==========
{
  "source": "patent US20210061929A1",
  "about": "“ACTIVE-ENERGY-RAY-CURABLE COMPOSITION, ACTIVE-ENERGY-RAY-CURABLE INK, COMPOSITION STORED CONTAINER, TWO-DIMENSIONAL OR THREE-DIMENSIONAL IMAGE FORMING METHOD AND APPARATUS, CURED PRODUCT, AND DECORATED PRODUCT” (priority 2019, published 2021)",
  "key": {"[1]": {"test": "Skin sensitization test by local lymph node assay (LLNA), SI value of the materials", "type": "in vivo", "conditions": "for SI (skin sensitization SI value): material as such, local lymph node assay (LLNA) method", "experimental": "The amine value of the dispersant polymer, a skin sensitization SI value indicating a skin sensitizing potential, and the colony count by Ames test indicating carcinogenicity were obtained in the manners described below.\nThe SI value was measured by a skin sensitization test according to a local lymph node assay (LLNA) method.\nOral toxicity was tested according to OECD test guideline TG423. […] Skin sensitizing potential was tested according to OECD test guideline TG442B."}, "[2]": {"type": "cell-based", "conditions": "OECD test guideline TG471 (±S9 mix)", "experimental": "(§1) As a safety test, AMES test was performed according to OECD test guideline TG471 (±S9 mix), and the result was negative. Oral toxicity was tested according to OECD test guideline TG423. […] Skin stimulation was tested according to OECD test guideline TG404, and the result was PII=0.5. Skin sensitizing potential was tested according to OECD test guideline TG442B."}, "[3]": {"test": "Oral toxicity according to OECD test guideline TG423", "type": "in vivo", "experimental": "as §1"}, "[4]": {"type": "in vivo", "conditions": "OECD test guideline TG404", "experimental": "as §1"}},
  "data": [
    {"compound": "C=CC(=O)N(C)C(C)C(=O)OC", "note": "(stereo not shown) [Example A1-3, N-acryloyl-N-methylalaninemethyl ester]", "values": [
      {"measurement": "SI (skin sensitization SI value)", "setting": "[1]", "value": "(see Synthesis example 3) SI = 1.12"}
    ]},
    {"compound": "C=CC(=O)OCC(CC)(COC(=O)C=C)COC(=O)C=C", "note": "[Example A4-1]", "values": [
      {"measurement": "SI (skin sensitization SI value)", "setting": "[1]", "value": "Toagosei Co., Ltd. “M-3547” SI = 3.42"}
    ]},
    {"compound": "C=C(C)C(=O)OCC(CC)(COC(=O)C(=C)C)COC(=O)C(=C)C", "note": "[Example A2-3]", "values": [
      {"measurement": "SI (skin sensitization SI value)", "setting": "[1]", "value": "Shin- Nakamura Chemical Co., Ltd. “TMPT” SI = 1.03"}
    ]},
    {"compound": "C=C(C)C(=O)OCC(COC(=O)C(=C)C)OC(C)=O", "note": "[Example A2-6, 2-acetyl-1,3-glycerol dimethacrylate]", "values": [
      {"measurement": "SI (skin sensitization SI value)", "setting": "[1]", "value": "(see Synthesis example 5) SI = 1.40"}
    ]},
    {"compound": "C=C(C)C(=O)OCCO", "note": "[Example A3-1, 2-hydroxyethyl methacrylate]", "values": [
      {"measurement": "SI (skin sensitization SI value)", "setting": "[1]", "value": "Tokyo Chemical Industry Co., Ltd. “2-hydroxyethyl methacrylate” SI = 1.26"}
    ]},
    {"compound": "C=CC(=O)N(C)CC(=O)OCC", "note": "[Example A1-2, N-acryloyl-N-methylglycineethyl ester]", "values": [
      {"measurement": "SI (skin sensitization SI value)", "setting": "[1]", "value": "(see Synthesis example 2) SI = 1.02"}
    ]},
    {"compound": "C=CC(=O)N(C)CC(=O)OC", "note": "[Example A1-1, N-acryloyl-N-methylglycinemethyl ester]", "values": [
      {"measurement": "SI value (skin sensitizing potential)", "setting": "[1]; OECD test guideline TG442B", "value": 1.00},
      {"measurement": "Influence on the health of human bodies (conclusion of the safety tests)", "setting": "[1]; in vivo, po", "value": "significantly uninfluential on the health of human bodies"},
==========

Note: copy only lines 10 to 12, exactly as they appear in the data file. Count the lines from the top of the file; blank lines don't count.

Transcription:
      {"measurement": "SI (skin sensitization SI value)", "setting": "[1]", "value": "Toagosei Co., Ltd. “M-3547” SI = 3.42"}
    ]},
    {"compound": "C=C(C)C(=O)OCC(CC)(COC(=O)C(=C)C)COC(=O)C(=C)C", "note": "[Example A2-3]", "values": [